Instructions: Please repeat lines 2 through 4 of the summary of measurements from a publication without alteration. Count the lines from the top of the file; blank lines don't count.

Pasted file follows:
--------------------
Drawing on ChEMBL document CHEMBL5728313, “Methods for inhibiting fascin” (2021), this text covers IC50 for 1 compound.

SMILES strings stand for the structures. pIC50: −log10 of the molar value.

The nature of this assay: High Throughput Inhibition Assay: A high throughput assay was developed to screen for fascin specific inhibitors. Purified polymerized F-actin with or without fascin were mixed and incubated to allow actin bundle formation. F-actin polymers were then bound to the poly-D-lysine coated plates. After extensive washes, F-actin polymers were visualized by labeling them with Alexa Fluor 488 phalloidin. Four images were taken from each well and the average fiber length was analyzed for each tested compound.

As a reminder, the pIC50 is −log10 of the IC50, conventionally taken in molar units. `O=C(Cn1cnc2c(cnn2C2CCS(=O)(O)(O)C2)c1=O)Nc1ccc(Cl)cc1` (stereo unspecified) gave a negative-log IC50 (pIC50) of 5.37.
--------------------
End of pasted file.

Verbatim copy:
SMILES strings stand for the structures. pIC50: −log10 of the molar value.

The nature of this assay: High Throughput Inhibition Assay: A high throughput assay was developed to screen for fascin specific inhibitors. Purified polymerized F-actin with or without fascin were mixed and incubated to allow actin bundle formation. F-actin polymers were then bound to the poly-D-lysine coated plates. After extensive washes, F-actin polymers were visualized by labeling them with Alexa Fluor 488 phalloidin. Four images were taken from each well and the average fiber length was analyzed for each tested compound.

As a reminder, the pIC50 is −log10 of the IC50, conventionally taken in molar units. `O=C(Cn1cnc2c(cnn2C2CCS(=O)(O)(O)C2)c1=O)Nc1ccc(Cl)cc1` (stereo unspecified) gave a negative-log IC50 (pIC50) of 5.37.